Your website is important to your business. In fact, it represents a significant source of revenue. Whether you use it to sell your products, register customers for a service, collect leads or simply to showcase your company, your website is indispensable when it comes to growing your business.
Once you realize how important this tool is, you’ll definitely want to maximize its reach and efficacy—to sell more and gather more leads. In short, you’d like it to perform better.
Many believe that starting all over from zero and undertaking a complete site revamp or redesign is the inevitable solution, which is why many companies immediately, and blindly, turn to this solution. That’s normal. After all, what professional with even the slightest contact with the universe of the web has never heard of a website revamp?
Obviously in some cases this is completely necessary. But there is another approach, one that’s less well known, that enables an increase in website performance that is just as guaranteed, but more gradual: conversion rate optimization, often simply referred to by its acronym, CRO.
Before you do anything, be sure you understand both approaches. Here are two short definitions:
Redesign: A project consisting of reconstructing the foundations of a website in order to make it more flexible and higher performing. A complete revamp usually involves a complete transformation of the site’s code and original design. This solution is particularly effective when, for technical reasons, the technology upon which the original site was based no longer allows a company’s decision-makers to use the platform as they intend.
CRO: A one-time or continuous process that involves optimizing the conversion rates of sites, mobile applications and marketing applications. Very effective for sites with a clear purpose that could translate into more revenue, this approach is based mainly on statistical evaluations such as A/B tests.
To support the community of business leaders and website managers in selecting which approach would work best given the specific needs of their organization, we’ve prepared a chart that provides an overall comparison of a website revamp with a conversion rate optimization.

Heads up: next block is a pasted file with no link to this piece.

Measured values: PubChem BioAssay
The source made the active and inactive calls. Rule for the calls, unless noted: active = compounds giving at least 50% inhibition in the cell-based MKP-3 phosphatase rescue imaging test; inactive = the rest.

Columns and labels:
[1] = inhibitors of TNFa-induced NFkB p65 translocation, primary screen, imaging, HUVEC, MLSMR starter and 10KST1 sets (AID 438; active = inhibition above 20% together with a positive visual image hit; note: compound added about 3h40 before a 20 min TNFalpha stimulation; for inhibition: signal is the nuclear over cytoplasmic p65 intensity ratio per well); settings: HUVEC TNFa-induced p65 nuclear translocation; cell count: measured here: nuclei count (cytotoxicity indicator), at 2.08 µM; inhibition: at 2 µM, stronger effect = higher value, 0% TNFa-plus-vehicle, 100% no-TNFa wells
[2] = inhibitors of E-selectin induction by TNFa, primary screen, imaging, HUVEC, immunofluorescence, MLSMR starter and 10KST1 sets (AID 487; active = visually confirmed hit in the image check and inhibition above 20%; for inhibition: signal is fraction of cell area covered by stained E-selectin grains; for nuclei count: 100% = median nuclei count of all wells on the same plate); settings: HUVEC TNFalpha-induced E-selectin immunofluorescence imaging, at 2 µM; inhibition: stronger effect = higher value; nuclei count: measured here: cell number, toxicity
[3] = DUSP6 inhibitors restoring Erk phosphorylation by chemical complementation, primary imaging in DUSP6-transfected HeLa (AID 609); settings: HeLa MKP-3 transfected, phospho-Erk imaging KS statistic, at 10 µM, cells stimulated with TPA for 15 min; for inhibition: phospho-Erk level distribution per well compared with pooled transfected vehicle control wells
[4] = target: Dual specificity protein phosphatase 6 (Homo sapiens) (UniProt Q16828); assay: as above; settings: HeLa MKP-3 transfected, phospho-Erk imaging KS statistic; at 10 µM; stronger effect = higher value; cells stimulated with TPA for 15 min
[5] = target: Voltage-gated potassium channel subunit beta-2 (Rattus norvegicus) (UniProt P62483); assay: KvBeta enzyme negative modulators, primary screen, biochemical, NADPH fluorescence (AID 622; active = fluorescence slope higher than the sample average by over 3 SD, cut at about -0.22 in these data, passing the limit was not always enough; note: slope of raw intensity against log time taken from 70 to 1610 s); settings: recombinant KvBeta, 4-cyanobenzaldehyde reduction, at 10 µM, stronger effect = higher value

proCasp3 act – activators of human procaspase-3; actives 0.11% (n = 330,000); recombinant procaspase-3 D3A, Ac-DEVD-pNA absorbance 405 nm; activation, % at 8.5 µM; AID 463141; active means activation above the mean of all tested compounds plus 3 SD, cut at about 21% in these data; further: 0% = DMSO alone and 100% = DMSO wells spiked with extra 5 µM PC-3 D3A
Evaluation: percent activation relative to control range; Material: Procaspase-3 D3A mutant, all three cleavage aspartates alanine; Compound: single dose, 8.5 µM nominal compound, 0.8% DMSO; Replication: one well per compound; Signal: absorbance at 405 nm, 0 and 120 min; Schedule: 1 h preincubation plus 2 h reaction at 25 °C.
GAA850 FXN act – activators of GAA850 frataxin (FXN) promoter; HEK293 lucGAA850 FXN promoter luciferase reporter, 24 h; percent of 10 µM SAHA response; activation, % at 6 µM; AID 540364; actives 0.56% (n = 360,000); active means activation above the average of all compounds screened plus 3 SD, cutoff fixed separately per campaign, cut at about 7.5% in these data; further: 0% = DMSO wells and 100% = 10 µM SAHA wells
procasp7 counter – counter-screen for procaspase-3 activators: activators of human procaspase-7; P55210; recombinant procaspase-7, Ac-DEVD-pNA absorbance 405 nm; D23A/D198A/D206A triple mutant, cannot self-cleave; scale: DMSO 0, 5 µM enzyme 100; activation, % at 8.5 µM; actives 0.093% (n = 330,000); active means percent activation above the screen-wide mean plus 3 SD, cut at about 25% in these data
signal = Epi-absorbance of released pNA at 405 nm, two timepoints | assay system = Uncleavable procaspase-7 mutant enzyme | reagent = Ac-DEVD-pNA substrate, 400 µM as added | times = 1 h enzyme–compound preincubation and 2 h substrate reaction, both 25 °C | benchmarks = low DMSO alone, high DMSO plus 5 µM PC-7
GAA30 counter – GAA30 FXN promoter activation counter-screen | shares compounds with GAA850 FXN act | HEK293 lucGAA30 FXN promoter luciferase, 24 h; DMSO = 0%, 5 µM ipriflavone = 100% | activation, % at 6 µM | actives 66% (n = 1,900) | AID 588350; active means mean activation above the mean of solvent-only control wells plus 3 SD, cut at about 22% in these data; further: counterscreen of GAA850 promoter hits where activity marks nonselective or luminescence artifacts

As you can see, a revamp and a conversion rate optimization are two completely different approaches that nevertheless fulfill the same objective: to get more out of your website.
On the one hand, a revamp would be preferred by those who have a website that’s holding them back, one that’s preventing them from being innovative and creative. This choice is often justified by a technological or CMS issue, or in other words by a problem relating to the website’s infrastructure.
On the other hand, the CRO approach is much more agile and would perfectly suit those whose site isn’t preventing them from innovating. The issue to be overcome isn’t related to the platform’s foundations, but rather its design, the UX or the way in which it relays its products/services to users.
Imagine the following situation:
You’re the owner of a store and would like to optimize to achieve more sales. Would you start by pouring brand new foundations to correct the building’s structure, or would it be sufficient to change the interior organization of your business?
The answer is simple: You would choose the solution that best responds to the constraints you are experiencing.
If the current foundation is a major threat to your customers and yourself, you should first establish a new foundation to ensure that the store remains standing and no serious accident will happen in the future. However, if you aren’t experiencing this kind of threat, you should instead go with a coat of fresh paint, knocking down a wall, creating a new door, enlarging a window or even reorganizing the spacing of your aisles.
This example shows that the choice is the same for your website! You only need to rebuild its foundations in case of an emergency. To optimize your site, a CRO approach will enable you to test a range of new changes and parameters without having to demolish the old store and start over from scratch.
Of course, not everything is this black and white. It’s possible, for example, to choose a strategy that’s more oriented towards optimizing your conversion rate, but includes a partial revamp, or the reverse. However, whether your business is brick-and-mortar or online, the idea is the same: Choose the approach that will enable you to get the best possible results as quickly as possible. To accomplish this, the first necessary step is to get to know your options, and we hope this article has been able to provide you with some direction in this sense.